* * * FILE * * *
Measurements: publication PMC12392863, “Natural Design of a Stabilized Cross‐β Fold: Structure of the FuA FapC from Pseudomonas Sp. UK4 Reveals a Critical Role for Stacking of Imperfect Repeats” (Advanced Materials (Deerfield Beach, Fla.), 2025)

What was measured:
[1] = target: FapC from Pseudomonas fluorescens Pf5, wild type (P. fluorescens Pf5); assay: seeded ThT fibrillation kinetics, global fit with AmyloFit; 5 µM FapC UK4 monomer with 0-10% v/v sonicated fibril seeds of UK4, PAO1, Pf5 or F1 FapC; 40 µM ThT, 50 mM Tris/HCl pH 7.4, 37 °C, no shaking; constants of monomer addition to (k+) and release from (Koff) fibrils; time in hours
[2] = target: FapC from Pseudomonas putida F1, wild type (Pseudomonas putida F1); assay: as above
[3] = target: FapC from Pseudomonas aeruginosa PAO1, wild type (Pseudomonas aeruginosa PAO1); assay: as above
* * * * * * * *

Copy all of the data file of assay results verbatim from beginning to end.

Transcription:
Measurements: publication PMC12392863, “Natural Design of a Stabilized Cross‐β Fold: Structure of the FuA FapC from Pseudomonas Sp. UK4 Reveals a Critical Role for Stacking of Imperfect Repeats” (Advanced Materials (Deerfield Beach, Fla.), 2025)

What was measured:
[1] = target: FapC from Pseudomonas fluorescens Pf5, wild type (P. fluorescens Pf5); assay: seeded ThT fibrillation kinetics, global fit with AmyloFit; 5 µM FapC UK4 monomer with 0-10% v/v sonicated fibril seeds of UK4, PAO1, Pf5 or F1 FapC; 40 µM ThT, 50 mM Tris/HCl pH 7.4, 37 °C, no shaking; constants of monomer addition to (k+) and release from (Koff) fibrils; time in hours
[2] = target: FapC from Pseudomonas putida F1, wild type (Pseudomonas putida F1); assay: as above
[3] = target: FapC from Pseudomonas aeruginosa PAO1, wild type (Pseudomonas aeruginosa PAO1); assay: as above